The world’s largest contract chipmaker, TSMC, will bring in three new manufacturing processes by 2025 if all goes according to plan. The switch to N3 with 3-nanometer frameworks is planned for this year, and Apple has traditionally been an early customer.
However, the first 3nm processors for the retail market are still a long way off: Apple’s next generation of processors, the M2 series for the new MacBooks and the A16 for the iPhone 14 Pro, are expected to have 4nm frames. , only the successors. M3 and A17 should appear with 3nm technology. CPUs and GPUs for desktop PCs and laptops typically follow next, with AMD, Intel, and Nvidia likely buyers.
The N3 process shrinks transistors by up to 70 percent compared to the 5nm N5 process, according to TSMC. The speed of the corresponding chips increases by 15 percent at the same power consumption or the power consumption drops by 30 percent at the same speed.
N3E as a complement
A year after the first 3nm process, the N3, comes the modified version, the N3E, which aims to further increase efficiency, relax design rules a bit, and improve the performance of functional chips. In announcing the latest trade figures, TSMC chief CC Wei told the analyst conference (PDF) that the N3E process is well underway.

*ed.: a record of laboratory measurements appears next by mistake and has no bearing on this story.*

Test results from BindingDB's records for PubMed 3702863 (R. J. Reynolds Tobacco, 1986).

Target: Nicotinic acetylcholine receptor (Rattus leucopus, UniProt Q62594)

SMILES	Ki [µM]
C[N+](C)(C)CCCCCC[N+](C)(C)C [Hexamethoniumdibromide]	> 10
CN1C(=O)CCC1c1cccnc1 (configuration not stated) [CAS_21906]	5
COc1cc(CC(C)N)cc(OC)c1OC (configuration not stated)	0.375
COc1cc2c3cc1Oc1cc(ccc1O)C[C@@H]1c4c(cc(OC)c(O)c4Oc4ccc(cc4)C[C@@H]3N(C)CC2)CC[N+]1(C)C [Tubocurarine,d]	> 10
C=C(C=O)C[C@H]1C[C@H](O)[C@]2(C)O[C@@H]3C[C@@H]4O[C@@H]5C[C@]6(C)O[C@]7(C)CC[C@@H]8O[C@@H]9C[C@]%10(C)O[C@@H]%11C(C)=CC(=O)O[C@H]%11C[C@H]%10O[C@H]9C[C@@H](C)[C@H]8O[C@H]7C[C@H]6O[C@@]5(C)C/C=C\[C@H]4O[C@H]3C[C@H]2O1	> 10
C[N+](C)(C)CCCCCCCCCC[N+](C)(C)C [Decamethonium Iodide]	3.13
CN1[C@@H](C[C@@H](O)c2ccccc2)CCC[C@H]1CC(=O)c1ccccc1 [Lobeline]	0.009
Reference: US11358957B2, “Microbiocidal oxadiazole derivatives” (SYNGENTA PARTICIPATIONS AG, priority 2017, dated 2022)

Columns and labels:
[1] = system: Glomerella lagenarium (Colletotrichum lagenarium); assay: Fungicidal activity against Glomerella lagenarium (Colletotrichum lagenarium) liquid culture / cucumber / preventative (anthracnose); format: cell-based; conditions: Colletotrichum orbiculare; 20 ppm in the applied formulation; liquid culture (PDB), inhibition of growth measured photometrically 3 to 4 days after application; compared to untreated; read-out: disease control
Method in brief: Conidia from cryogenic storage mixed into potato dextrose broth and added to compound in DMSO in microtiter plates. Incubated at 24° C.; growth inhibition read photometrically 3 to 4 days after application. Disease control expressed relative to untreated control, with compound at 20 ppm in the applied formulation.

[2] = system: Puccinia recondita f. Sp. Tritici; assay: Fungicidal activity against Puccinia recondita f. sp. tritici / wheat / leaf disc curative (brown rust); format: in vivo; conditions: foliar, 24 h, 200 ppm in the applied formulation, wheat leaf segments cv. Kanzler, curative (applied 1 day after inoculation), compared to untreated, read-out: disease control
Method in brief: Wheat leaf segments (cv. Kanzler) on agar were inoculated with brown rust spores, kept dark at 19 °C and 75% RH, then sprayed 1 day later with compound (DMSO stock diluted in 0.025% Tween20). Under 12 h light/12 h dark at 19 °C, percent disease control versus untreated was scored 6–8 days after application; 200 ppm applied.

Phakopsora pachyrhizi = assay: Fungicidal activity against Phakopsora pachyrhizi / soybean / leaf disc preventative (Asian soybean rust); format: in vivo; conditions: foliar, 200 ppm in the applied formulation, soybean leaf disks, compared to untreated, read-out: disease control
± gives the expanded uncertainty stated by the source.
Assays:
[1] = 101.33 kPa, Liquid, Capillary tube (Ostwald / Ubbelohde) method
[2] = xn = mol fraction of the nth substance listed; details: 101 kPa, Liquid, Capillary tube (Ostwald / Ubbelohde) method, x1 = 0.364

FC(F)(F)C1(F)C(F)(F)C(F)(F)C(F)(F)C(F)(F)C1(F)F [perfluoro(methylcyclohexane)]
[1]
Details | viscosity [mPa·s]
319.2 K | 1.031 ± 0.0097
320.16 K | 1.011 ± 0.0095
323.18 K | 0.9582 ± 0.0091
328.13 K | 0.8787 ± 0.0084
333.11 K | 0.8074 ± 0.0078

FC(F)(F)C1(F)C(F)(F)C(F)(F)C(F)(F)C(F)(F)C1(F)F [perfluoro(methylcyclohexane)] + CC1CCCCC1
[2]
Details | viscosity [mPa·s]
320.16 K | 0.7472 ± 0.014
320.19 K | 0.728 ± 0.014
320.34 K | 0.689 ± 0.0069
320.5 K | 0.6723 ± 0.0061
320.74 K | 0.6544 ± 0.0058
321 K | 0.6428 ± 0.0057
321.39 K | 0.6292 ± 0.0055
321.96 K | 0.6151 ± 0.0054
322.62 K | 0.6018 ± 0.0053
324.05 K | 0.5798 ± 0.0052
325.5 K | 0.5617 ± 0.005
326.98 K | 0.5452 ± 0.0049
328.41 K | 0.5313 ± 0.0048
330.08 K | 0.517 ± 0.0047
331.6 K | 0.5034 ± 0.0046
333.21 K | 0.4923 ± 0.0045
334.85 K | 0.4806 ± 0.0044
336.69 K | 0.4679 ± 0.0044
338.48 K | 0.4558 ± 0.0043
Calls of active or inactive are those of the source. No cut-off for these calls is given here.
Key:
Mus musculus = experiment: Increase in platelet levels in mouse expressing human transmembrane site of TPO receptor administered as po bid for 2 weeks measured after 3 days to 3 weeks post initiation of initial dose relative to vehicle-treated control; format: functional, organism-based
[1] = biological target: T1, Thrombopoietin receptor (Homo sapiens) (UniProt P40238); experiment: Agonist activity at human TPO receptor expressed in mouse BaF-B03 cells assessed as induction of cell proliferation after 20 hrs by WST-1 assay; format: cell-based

Analyst firm Morgan Stanley expects series production to start as early as the second quarter of 2023. According to a text message (via Twitter) TSMC is making changes to four layers to expose them using legacy immersion lithography instead of extreme ultraviolet (EUV) wavelengths. On the downside, this would reduce transistor density by about 8 percent, so the advantage over N5 would be only 60 percent – CPUs and GPUs, for example, would need slightly more chip area than with process N3.
N2 from 2025
Meanwhile, TSMC is planning risky production with 2nm frames by 2024, followed by serial production in 2025. Wei expects the latter to be available by the end of 2025, so the corresponding processors should appear in products from now on. early 2026. The N2 process brings the biggest change since the 14/16nm generation with its 3D FinFET transistors: in the successor Gate All Around (GAA), the gate electrode surrounds the conducting channel of the field effect transistor (FET) on all sides. . TSMC has not yet commented on the relative advantages in terms of transistor density, speed and efficiency.
Production of the 18A series is scheduled to run at Intel in 2025. Both companies want to offer the best manufacturing process right now – the competition will be exciting there.